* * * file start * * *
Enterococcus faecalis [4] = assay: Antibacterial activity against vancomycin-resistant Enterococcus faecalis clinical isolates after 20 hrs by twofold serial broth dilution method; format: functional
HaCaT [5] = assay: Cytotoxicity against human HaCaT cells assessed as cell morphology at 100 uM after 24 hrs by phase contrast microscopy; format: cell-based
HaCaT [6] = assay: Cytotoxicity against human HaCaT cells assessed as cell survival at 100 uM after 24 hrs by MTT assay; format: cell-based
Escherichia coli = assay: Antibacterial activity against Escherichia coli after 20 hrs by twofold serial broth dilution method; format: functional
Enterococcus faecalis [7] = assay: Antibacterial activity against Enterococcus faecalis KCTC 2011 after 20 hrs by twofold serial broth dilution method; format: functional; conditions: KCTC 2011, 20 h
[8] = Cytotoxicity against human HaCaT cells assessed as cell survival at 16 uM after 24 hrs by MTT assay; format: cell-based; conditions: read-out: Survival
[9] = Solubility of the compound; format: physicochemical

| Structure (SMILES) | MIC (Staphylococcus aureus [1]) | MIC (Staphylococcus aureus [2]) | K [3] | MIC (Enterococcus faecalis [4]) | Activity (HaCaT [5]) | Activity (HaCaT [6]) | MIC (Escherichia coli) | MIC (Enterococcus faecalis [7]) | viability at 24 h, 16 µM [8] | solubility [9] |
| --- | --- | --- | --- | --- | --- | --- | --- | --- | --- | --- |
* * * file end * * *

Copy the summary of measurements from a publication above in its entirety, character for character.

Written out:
Enterococcus faecalis [4] = assay: Antibacterial activity against vancomycin-resistant Enterococcus faecalis clinical isolates after 20 hrs by twofold serial broth dilution method; format: functional
HaCaT [5] = assay: Cytotoxicity against human HaCaT cells assessed as cell morphology at 100 uM after 24 hrs by phase contrast microscopy; format: cell-based
HaCaT [6] = assay: Cytotoxicity against human HaCaT cells assessed as cell survival at 100 uM after 24 hrs by MTT assay; format: cell-based
Escherichia coli = assay: Antibacterial activity against Escherichia coli after 20 hrs by twofold serial broth dilution method; format: functional
Enterococcus faecalis [7] = assay: Antibacterial activity against Enterococcus faecalis KCTC 2011 after 20 hrs by twofold serial broth dilution method; format: functional; conditions: KCTC 2011, 20 h
[8] = Cytotoxicity against human HaCaT cells assessed as cell survival at 16 uM after 24 hrs by MTT assay; format: cell-based; conditions: read-out: Survival
[9] = Solubility of the compound; format: physicochemical

| Structure (SMILES) | MIC (Staphylococcus aureus [1]) | MIC (Staphylococcus aureus [2]) | K [3] | MIC (Enterococcus faecalis [4]) | Activity (HaCaT [5]) | Activity (HaCaT [6]) | MIC (Escherichia coli) | MIC (Enterococcus faecalis [7]) | viability at 24 h, 16 µM [8] | solubility [9] |
| --- | --- | --- | --- | --- | --- | --- | --- | --- | --- | --- |